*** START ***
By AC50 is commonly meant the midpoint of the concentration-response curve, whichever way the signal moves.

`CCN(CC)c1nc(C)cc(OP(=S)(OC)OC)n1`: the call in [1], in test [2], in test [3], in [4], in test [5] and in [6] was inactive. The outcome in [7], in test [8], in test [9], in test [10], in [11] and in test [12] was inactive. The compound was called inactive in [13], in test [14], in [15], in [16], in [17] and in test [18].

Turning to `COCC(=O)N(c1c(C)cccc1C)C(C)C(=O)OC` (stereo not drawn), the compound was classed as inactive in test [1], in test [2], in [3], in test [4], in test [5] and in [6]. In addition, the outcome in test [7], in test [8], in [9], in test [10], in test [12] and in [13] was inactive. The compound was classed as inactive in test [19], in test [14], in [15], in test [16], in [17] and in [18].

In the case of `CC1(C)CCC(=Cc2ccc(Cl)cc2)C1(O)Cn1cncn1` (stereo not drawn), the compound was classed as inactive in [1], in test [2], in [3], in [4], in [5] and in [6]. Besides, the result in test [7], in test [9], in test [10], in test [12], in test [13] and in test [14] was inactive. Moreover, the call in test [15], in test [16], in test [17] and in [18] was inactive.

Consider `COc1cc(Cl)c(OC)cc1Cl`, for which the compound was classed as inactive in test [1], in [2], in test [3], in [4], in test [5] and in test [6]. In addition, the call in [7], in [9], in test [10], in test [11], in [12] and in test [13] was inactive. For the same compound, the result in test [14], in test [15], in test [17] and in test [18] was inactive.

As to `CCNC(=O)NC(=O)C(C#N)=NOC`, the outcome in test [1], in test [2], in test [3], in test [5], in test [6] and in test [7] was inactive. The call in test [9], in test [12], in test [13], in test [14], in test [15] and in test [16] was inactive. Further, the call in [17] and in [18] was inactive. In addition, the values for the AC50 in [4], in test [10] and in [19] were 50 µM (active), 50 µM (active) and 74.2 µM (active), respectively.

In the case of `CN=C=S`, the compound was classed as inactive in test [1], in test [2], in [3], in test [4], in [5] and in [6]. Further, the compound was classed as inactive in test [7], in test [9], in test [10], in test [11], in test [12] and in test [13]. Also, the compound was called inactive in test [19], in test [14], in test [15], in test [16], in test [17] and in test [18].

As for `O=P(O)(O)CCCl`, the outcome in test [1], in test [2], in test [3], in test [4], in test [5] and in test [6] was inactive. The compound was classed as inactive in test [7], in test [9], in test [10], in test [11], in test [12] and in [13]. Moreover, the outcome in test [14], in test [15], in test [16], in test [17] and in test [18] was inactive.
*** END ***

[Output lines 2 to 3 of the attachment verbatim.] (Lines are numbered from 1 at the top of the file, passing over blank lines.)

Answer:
`CCN(CC)c1nc(C)cc(OP(=S)(OC)OC)n1`: the call in [1], in test [2], in test [3], in [4], in test [5] and in [6] was inactive. The outcome in [7], in test [8], in test [9], in test [10], in [11] and in test [12] was inactive. The compound was called inactive in [13], in test [14], in [15], in [16], in [17] and in test [18].

Turning to `COCC(=O)N(c1c(C)cccc1C)C(C)C(=O)OC` (stereo not drawn), the compound was classed as inactive in test [1], in test [2], in [3], in test [4], in test [5] and in [6]. In addition, the outcome in test [7], in test [8], in [9], in test [10], in test [12] and in [13] was inactive. The compound was classed as inactive in test [19], in test [14], in [15], in test [16], in [17] and in [18].